PETALING JAYA: State governments will not be prevented from buying their own Covid-19 vaccines, says Science, Technology and Innovation Minister Khairy Jamaluddin (pic).
However, if they are buying the vaccines from the same companies that supply vaccines to the Federal Government, the latter’s orders will be given priority.
Khairy, who is the coordinating minister of the National Covid-19 Immunisation Programme, said this was in accordance with the purchase agreements signed between the Federal Government and the pharmaceutical companies supplying the vaccines.
Besides state governments, this condition also applies to industries and private hospitals wanting to procure their own supply.
However, this does not apply to vaccines that are not part of the national immunisation programme, in which case states are allowed to buy them as long as they are approved by the National Pharmaceutical Regulatory Agency (NPRA).
“But the Covid-19 Immunisation Task Force takes note that the vaccines many states are trying to get – Selangor for example – are from the same pharmaceutical companies supplying the national programme, ” Khairy said in a statement yesterday.
He also reiterated the fact that the national programme was committed to providing free and sufficient vaccinations to all members of the public who qualify for it, in every state.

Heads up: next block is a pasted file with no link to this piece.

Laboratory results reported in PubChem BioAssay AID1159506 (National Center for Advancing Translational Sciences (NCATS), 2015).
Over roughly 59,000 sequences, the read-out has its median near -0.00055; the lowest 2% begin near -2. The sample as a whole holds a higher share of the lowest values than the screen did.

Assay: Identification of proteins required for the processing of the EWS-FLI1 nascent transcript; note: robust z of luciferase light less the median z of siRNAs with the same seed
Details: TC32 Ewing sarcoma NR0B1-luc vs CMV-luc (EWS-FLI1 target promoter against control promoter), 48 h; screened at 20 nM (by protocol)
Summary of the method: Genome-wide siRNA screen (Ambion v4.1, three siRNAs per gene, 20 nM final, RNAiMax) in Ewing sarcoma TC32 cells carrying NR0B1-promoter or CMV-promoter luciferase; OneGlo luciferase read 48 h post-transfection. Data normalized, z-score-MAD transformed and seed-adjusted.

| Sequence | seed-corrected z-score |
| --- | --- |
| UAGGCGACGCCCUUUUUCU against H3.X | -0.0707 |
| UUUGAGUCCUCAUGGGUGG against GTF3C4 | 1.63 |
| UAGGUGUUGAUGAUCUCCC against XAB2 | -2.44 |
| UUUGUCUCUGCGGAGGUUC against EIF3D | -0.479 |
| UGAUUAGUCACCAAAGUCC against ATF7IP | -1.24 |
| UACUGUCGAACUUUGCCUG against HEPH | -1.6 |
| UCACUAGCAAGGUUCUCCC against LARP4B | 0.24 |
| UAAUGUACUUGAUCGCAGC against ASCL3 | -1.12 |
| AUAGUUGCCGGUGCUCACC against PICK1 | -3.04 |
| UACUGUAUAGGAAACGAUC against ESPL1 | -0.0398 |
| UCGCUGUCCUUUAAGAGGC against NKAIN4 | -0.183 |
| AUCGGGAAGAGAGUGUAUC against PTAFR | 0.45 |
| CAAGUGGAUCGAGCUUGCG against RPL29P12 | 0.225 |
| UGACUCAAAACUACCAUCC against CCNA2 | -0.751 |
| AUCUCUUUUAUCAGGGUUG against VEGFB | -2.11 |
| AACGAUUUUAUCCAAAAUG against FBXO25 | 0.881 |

On the contribution of vaccines from outside parties, Khairy said the taskforce welcomed efforts to aid the national immunisation programme or the states but this must be done on the condition that the vaccines receive the nod from the NPRA.
“Currently the three vaccines that have received NPRA approval are the Pfizer, Sinovac and AstraZeneca vaccines.
“The taskforce has taken note of the Sekhar Foundation’s intention to provide Sinovac vaccines to the national programme.
“Nevertheless, after checking with Sinovac in China and Pharmaniaga, which is the licensee for the Sinovac vaccine in Malaysia, no application or purchase nor official documents (pertaining to the matter) have been submitted by the Sekhar Foundation, ” he added.
The Sekhar Foundation is linked to businessman and philanthropist Datuk Vinod Sekhar.
Recently, news portal The Vibes – also owned by Vinod – reported that the Vinod Sekhar Trust, the humanitarian arm of Vinod’s holding company Petra Group, wanted to help by supplying 200,000 doses of vaccine.
It added that an official letter on the matter was sent to the Health Ministry in early March.
Khairy said the Covid-19 taskforce wanted to clarify that there was no obstruction against the Sekhar Foundation or any other party helping with vaccine purchases, but this must be done through the right channels.